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WHAT EVER HAPPENED TO TACKLING?
TIM LAYDEN
September 05, 2011
Even as ballcarriers get bigger, more athletic and more elusive, the list of rules to protect them grows longer. That's put defenders on their heels, and turned the pure takedown into a dying art
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September 05, 2011

What Ever Happened To Tackling?

Even as ballcarriers get bigger, more athletic and more elusive, the list of rules to protect them grows longer. That's put defenders on their heels, and turned the pure takedown into a dying art

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Good, hard, sharp, and sure tackling is the very essence of a successful defense, and no player should hope to be placed upon a team unless he has become adept in this most important of football fundamentals. No team is going to be severely beaten, even if it has no offense at all, if it is composed of eleven good tacklers....

—GLENN SCOBEY (POP) WARNER

May 1927

On a November Sunday in Cleveland last year, Jets quarterback Mark Sanchez completed a pass to wideout Braylon Edwards in the shallow left flat. Browns cornerback Sheldon Brown jumped forward to perform the essential job that Pop Warner had described 83 years earlier: Tackle the ballcarrier. (Huddle. Repeat.) Football plays can end in various ways: with touchdowns, field goals, incompletions, fair catches, dead-ball penalties and stepping out-of-bounds. But most end with the ballcarrier being taken to the ground by the defense. It is absolute. After a tackle, whistles are blown, the ball is spotted and the offense must draw up another play and start anew.

But tackling has also become one of the most uncertain elements in the modern NFL, altered not only by evolutions in strategy (sideline-to-sideline passing attacks supplanting between-the-numbers power running) and performance (more elusive athletes with each passing year), but also most recently by rules changes designed to protect ballcarriers from injuries by limiting concussive, helmet-to-helmet hits. The pure, unbridled, bone-jarring tackle is a fading memory.

As Brown moved up on Edwards, his instincts told him to blast headlong with little regard for the consequences, tactical or physical. There are two basic ways to tackle: either "break down" into a balanced crouch to reduce the possibility of getting juked in the open field, or barrel into the ballcarrier at full speed. Brown had played his first seven NFL seasons for the Eagles under the late defensive coordinator Jim Johnson, who gave his troops only one option.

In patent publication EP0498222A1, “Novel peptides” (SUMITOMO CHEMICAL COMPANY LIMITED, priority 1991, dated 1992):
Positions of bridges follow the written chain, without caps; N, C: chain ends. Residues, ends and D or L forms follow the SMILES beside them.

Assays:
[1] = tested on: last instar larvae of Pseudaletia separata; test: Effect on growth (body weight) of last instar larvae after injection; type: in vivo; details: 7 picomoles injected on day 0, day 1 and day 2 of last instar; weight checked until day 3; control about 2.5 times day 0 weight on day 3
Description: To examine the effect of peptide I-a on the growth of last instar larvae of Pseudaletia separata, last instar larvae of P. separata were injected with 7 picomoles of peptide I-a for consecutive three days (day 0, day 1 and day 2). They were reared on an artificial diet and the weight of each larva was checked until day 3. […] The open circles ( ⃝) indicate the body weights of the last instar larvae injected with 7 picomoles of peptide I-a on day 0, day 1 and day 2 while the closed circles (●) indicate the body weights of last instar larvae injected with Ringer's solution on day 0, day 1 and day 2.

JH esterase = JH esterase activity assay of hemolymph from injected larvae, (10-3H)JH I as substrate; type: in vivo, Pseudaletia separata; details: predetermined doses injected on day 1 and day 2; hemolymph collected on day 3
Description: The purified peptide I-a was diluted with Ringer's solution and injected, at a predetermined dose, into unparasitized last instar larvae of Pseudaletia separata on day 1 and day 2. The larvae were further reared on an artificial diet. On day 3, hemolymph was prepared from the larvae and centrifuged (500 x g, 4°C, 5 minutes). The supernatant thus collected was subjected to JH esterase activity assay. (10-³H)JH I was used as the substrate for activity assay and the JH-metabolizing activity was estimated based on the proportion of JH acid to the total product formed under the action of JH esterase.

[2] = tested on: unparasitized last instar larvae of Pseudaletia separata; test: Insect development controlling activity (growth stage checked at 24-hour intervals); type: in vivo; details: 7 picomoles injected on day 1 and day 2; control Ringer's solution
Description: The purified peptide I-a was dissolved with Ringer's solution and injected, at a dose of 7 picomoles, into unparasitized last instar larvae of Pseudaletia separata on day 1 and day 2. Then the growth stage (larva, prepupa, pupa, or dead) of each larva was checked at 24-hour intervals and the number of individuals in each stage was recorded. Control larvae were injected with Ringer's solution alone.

"Coach Johnson taught us to never break down, just keep running through like knives," says Brown. "And if I miss on the correct side, one of my teammates will be right behind me, running like a bat out of you know where, and he'll make the hit and maybe force a turnover. One of the knives will hit." (Ravens coach John Harbaugh, who worked under Johnson in Philadelphia, says, "Arrow through snow" that's what Jim used to say: Attack like an arrow through snow.")

As an Eagle, Brown lived Johnson's credo. In January 2007 he laid out Saints running back Reggie Bush with a blowup hit by driving hard upfield on a swing pass, a shot so monumental it made the cover of SI six months later. But here, against the Jets, Brown hesitated. The previous month, after the notorious Oct. 17 afternoon so packed with violent, concussive hits that it became known as Black Sunday, the NFL announced it would stringently enforce rules against head shots. That clouded Brown's mind. "I tried to break down and then come up," says Brown of the play on Edwards. "He dipped his shoulder, and that got him lower than me, and I took the brunt of the hit. They talk about defenseless receivers. I put myself in a defenseless position, and I hurt my shoulder. I was confused with all the changes, and I made an adjustment." (Though his forward momentum was stopped, Edwards never did go down—four other Cleveland defenders threw themselves into the play, and the whistle blew with the Jets receiver still standing.)

Brown is sitting on a shaded bench outside the team's headquarters in Berea, Ohio, after a morning practice during training camp. He covers receivers for a living, but he makes tackles, too, and it's much too late to change his approach. "Not trying to be dirty, but I've got to play the game the way I've always played it," he says. "I've got to run through tackles. If [league officials] punish me, they punish me."

For a very long time, coaches at all levels taught players to tackle with their shoulders. "It goes all the way back to playing the game without face masks [which entered the NFL in the mid-1950s]," says Patriots coach Bill Belichick, for whom the history of the game is an avocation. "Guys were taught to lead with their shoulder and turn their head to the side to protect their faces. Then equipment changed, and techniques changed. Players were taught to generate all their power in a straight line. Both hips, both legs. That allowed you to put your face in the middle of the runner, keeping your eyes up. It was a fundamentally better way of tackling."

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